In every voice, in every ban,
The mind-forged manacles I hear
[Blake, "Songs of Experience"]
manage (v.) Look up manage at
1560s, probably from Italian maneggiare "to handle," especially "to control a horse," ultimately from Latin noun manus "hand" (from PIE root *man- (2) "hand"). Influenced by French manège "horsemanship" (earliest English sense was of handling horses), which also was from Italian. Extended to other objects or business from 1570s. Sense of "get by" first recorded 1650s. Related: Managed; managing. Managed economy was used by 1933.
manageability (n.) Look up manageability at
1813, from manageable + -ity.
manageable (adj.) Look up manageable at
1590s, from manage + -able. Related: Manageably.
management (n.) Look up management at
1590s, "act of managing," from manage + -ment. Meaning "governing body" (originally of a theater) is from 1739.
manager (n.) Look up manager at
1580s, "one who manages," agent noun from manage. Specific sense of "one who conducts a house of business or public institution" is from 1705.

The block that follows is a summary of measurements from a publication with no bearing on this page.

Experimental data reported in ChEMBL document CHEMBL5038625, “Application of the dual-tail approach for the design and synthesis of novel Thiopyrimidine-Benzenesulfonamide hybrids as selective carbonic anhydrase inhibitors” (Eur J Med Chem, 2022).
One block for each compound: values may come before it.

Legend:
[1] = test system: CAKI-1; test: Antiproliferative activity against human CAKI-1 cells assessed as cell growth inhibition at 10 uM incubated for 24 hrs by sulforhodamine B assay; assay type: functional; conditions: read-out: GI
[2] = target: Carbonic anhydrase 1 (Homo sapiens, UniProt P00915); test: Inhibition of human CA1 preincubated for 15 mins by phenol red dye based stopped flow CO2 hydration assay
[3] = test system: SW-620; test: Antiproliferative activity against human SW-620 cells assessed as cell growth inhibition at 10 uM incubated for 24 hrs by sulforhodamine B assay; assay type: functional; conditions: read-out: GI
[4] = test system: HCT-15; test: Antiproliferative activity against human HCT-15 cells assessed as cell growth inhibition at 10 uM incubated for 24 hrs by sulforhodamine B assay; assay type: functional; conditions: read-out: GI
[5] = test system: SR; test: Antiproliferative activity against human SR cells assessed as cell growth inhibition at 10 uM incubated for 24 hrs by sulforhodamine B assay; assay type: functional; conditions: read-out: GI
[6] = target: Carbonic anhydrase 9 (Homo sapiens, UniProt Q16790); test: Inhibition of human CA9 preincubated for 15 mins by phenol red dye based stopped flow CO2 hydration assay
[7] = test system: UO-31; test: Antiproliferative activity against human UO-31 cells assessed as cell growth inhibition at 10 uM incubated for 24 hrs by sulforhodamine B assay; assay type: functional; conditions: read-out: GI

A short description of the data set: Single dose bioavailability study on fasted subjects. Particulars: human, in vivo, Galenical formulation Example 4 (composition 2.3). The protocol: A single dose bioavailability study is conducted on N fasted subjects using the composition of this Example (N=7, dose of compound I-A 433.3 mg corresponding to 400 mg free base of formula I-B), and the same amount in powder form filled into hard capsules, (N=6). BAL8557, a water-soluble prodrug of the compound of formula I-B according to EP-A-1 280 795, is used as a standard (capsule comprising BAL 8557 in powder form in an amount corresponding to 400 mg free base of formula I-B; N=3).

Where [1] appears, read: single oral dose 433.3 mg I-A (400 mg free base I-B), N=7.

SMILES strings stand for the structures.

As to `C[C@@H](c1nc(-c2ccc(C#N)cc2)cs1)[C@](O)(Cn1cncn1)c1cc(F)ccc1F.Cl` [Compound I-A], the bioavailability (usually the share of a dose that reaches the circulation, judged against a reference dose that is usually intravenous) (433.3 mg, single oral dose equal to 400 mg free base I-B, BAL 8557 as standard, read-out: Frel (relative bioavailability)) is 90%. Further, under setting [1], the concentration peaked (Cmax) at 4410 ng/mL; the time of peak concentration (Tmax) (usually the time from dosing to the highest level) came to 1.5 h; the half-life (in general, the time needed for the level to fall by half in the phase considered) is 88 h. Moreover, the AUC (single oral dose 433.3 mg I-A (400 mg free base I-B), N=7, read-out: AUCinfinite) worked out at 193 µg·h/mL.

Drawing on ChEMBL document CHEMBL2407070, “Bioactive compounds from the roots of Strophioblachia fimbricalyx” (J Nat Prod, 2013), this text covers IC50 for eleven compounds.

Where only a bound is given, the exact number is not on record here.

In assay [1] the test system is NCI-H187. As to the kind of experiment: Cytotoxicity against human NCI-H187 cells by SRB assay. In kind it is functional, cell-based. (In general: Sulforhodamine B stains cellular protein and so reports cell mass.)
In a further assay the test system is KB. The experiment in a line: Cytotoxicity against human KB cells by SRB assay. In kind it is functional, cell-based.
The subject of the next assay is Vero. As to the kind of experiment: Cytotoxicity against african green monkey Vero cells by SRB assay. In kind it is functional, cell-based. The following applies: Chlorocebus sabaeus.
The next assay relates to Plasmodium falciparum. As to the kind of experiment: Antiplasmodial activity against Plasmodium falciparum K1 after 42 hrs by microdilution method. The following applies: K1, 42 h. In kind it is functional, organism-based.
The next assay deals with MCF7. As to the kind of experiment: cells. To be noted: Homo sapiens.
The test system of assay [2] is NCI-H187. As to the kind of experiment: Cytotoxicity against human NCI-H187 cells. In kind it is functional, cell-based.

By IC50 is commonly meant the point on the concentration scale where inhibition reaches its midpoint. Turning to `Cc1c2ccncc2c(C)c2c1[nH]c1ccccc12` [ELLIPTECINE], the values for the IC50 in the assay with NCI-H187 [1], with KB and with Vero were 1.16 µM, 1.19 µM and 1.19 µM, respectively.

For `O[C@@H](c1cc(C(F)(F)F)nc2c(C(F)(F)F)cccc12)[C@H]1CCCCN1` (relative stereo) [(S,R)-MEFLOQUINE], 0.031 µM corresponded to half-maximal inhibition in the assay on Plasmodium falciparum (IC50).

managerial (adj.) Look up managerial at
1767, see manager + -al (1).
managery (n.) Look up managery at
"domestic administration" (obsolete), 1630s, from manager + -y (4); or perhaps from manage + -ery.
manana Look up manana at
from Spanish mañana, "tomorrow," from cras manñana, literally "tomorrow early," from Vulgar Latin *maneana "early," from Latin mane "in the morning," from PIE *ma- "good," with notion of "occurring at a good time, timely, early" (compare matins; and see mature (v.)).
manatee (n.) Look up manatee at
1550s, from Spanish manati (1530s), from Carib manati "breast, udder." Often associated with Latin manatus "having hands," because the flippers resemble hands.
Manchester Look up Manchester at